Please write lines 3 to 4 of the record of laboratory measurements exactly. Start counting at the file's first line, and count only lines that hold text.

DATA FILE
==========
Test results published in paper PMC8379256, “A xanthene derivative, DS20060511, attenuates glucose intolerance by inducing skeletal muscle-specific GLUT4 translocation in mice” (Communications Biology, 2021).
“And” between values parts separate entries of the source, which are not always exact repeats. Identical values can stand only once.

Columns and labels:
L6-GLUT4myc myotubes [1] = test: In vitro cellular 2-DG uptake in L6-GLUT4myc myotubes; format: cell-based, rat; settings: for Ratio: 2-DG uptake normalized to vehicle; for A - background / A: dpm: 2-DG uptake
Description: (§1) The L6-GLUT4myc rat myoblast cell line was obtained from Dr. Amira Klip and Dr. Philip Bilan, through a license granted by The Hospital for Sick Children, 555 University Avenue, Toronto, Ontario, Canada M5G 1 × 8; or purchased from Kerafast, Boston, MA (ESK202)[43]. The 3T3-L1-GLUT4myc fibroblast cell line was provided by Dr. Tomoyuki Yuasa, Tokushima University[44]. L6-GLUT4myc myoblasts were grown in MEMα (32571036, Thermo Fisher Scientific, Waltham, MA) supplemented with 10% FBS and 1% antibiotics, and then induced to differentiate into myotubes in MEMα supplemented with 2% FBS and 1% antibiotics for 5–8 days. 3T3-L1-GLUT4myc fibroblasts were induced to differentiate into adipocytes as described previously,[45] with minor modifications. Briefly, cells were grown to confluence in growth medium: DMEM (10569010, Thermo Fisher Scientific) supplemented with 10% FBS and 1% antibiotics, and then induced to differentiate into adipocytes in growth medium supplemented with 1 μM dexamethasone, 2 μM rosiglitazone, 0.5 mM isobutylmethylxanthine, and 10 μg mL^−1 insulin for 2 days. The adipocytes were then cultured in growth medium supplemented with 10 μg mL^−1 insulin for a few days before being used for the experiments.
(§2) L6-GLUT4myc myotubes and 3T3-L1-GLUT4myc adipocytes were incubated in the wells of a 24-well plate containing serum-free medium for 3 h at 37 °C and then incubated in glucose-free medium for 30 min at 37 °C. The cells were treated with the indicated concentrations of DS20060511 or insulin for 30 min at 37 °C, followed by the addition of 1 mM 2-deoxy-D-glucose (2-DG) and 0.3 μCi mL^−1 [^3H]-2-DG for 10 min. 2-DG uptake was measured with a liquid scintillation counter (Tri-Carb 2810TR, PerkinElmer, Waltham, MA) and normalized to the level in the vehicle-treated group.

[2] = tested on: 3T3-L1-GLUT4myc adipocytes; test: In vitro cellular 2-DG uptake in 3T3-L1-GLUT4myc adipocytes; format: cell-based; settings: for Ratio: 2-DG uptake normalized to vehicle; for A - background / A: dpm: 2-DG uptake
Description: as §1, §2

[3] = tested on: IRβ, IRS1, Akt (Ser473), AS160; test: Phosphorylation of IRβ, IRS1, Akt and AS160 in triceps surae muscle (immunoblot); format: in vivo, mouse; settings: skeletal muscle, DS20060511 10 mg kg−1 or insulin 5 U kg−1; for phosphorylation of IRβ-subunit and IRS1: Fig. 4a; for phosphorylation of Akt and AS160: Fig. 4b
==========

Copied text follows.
Columns and labels:
L6-GLUT4myc myotubes [1] = test: In vitro cellular 2-DG uptake in L6-GLUT4myc myotubes; format: cell-based, rat; settings: for Ratio: 2-DG uptake normalized to vehicle; for A - background / A: dpm: 2-DG uptake